Concurrency Models (Windows Server AppFabric Caching)
Windows Server AppFabric architecture allows any cache client to openly access any cached data if those clients have the appropriate network access and configuration settings. This presents a challenge to both security and concurrency.
To mitigate security risks, all cache clients, cache servers, and the primary data source server should be members of the same domain, and should be deployed within the perimeter of a firewall. We also highly recommend that you secure your application configuration files on the cache clients.
To help your application deal with concurrency issues, AppFabric supports optimistic and pessimistic concurrency models. For information about the methods available to align to these models, see Concurrency Methods (Windows Server AppFabric Caching).
Optimistic Concurrency Model
In the optimistic concurrency model, updates to cached objects do not take locks. Instead, when the cache client gets an object from the cache, it also obtains and stores the current version of that object. When an update is required, the cache client sends the new value for the object along with the stored version object. The system only updates the object if the version sent matches the current version of the object in the cache. Every update to an object changes its version number, which prevents the update from overwriting someone else’s changes.
The example in this topic illustrates how optimistic concurrency maintains data consistency.
In this example, two cache clients (
cacheClientB) on two separate application servers try to update the same cached object, which is named
Time Zero: Both Clients Retrieve the Same Object
At time zero (T0), both cache clients instantiate a DataCacheItem class to capture the cached object that they intend to update, together with additional information associated with that cached object, such as version and tag information. This is illustrated in the following diagram and code example.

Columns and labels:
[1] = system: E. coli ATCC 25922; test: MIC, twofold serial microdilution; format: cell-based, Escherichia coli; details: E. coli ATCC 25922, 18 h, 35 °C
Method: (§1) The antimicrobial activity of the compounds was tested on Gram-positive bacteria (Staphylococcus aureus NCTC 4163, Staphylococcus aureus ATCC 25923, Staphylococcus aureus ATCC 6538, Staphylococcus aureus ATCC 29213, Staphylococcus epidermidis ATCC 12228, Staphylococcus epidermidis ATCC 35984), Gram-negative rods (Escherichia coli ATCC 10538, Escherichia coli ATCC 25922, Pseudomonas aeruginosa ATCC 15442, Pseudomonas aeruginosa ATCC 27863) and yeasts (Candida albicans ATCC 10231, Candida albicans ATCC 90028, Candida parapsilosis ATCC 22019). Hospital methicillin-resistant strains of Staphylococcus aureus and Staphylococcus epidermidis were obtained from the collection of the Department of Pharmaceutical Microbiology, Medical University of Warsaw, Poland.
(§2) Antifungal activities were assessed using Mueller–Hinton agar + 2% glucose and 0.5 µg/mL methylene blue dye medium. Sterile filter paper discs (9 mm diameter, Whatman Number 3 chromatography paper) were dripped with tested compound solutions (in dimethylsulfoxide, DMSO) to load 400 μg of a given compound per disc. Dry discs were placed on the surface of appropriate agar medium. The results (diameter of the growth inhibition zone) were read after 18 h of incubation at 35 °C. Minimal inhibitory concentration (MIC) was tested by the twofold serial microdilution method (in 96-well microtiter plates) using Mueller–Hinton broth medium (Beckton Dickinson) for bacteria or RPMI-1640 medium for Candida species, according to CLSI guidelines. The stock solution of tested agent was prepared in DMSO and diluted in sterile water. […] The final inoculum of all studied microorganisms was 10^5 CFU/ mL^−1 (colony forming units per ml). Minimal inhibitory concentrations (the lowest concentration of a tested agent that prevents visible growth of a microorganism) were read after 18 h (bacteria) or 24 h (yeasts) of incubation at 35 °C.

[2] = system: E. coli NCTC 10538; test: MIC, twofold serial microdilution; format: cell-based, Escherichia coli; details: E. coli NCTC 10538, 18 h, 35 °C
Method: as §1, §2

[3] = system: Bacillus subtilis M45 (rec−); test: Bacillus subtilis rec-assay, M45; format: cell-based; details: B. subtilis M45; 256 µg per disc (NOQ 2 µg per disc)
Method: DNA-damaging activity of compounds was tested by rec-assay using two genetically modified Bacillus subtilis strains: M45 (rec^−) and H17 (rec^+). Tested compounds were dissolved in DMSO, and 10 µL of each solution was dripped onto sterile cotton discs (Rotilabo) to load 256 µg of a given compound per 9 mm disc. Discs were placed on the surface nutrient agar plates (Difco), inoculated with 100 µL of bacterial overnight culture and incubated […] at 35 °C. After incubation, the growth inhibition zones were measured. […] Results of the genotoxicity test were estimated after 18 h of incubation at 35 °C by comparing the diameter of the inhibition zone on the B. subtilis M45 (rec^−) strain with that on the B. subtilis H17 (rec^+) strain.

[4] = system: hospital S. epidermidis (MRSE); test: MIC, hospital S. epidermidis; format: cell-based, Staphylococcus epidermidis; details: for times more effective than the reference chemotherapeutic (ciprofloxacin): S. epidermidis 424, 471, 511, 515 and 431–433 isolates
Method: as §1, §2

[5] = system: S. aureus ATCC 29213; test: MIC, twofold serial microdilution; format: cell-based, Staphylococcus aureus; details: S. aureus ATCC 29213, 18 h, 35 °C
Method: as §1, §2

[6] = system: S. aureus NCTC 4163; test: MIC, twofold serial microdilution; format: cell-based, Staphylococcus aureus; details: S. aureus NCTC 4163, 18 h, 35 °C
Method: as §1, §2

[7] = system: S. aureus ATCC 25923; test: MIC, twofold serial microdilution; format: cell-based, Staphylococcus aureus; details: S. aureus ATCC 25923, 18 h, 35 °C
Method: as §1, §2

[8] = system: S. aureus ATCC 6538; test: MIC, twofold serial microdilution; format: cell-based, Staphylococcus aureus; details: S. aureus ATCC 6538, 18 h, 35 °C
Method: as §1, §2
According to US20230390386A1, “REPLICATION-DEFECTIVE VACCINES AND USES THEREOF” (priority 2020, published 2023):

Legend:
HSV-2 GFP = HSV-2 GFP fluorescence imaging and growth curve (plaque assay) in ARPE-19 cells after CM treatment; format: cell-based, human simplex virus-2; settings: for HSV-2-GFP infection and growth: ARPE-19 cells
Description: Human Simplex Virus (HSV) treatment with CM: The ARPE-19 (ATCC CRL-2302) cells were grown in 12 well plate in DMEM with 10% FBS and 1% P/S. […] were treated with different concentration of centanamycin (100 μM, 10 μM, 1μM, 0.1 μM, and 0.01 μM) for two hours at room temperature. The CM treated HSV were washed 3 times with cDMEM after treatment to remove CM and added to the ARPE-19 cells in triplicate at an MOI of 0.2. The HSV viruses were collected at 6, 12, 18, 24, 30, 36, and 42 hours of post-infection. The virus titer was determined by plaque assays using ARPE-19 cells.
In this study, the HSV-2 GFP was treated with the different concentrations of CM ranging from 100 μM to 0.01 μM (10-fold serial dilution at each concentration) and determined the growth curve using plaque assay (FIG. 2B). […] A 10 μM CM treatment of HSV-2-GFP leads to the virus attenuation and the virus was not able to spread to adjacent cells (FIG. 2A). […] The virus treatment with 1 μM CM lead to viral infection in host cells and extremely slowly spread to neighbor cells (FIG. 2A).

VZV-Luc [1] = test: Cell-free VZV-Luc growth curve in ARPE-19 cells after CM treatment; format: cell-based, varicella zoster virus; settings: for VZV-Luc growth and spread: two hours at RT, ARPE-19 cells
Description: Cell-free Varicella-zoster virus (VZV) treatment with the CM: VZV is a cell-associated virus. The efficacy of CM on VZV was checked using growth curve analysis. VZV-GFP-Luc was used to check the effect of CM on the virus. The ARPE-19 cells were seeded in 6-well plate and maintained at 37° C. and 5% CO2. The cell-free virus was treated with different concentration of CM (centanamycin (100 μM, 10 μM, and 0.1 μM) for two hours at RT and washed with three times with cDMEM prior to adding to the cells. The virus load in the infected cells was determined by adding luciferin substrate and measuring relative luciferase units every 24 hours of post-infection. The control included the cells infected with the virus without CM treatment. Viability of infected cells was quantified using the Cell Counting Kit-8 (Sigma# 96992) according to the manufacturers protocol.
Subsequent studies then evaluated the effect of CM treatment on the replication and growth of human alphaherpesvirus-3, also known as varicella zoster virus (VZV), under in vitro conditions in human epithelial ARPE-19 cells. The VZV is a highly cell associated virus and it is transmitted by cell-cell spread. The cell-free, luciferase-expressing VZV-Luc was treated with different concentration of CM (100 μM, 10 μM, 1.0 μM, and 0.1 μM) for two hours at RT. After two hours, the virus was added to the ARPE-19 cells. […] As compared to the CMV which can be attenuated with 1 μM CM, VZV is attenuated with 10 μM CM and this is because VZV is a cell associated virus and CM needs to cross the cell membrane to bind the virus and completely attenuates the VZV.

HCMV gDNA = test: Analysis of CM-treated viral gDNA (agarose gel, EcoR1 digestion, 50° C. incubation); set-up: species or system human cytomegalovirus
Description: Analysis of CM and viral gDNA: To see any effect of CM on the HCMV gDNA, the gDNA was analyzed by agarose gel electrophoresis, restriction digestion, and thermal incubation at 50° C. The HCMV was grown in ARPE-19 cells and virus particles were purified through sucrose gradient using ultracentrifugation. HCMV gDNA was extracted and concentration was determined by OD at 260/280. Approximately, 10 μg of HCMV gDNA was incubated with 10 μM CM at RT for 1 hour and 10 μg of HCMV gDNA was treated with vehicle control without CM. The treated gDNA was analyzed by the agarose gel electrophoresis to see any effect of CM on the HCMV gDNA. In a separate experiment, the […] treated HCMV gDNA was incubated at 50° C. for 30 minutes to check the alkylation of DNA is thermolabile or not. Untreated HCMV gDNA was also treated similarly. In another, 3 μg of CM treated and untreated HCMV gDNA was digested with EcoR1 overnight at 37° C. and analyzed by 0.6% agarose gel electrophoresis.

//cacheClientA pulls the FM radio inventory from cache DataCacheFactory clientACacheFactory = new DataCacheFactory(); DataCache cacheClientA = clientACacheFactory.GetCache("catalog"); DataCacheItem radioInventoryA = cacheClientA.GetCacheItem("RadioInventory","electronics"); //cacheClientB pulls the same FM radio inventory from cache DataCacheFactory clientBCacheFactory = new DataCacheFactory(); DataCache cacheClientB = clientBCacheFactory.GetCache("catalog"); DataCacheItem radioInventoryB= cacheClientA.GetCacheItem("RadioInventory", "electronics");
|Although this example obtains the version information by using the GetCacheItem method to retrieve the DataCacheItem object, it is also possible to use the Get method to obtain the DataCacheItemVersion object associated with the retrieved cache item.|
Time One: The First Update Succeeds
At time one (T1),
cacheClientA updates the cached object
RadioInventory with a new value. When
cacheClientA executes the Put method, the version associated with the
RadioInventory cache item increments. At this time,
cacheClientB has an out-of-date cache item. This is illustrated in the following diagram and code example.
//at time T1, cacheClientA updates the FM radio inventory int newRadioInventoryA = 155; cacheClientA.Put("RadioInventory", newRadioInventoryA, radioInventoryA.Version,"electronics");
Time Two: The Second Update Fails
At time two (T2),
cacheClientB tries to update the
RadioInventory cached object by using what is now an out-of-date version number. To prevent the changes from
cacheClientA from being overwritten, the
cacheClientBPut method call fails. The cache client throws a DataCacheException object with the ErrorCode property set to CacheItemVersionMismatch. This is illustrated in the following diagram and code example.
//later, at time T2, cacheClientB tries to //update the FM radio inventory, throws DataCacheException with //an error code equal to DataCacheErrorCode.CacheItemVersionMismatch. int newRadioInventoryB = 130; cacheClientB.Put("RadioInventory", newRadioInventoryB, radioInventoryB.Version,"electronics");
Pessimistic Concurrency Model
In the pessimistic concurrency model, the client explicitly locks objects to perform operations. Other operations that request locks are rejected (the system does not block requests) until the locks are released. When objects are locked, a lock handle is returned as an output parameter. The lock handle is required to unlock the object. In case the client application ends before freeing a locked object, time-outs are provided to release the locks. Locked objects are never expired, but they may expire immediately after they are unlocked if it is past their expiry time. For more information about the methods used with the pessimistic concurrency model, see Concurrency Methods (Windows Server AppFabric Caching).
|Transactions spanning operations are not supported. The application that uses cache is responsible for determining the order of the locks and detecting deadlocks, if any.|
|Locked objects in the cache can still be replaced by any cache client with the Put method. Cache-enabled applications are responsible for consistently using PutAndUnlock for items that use the pessimistic concurrency model.|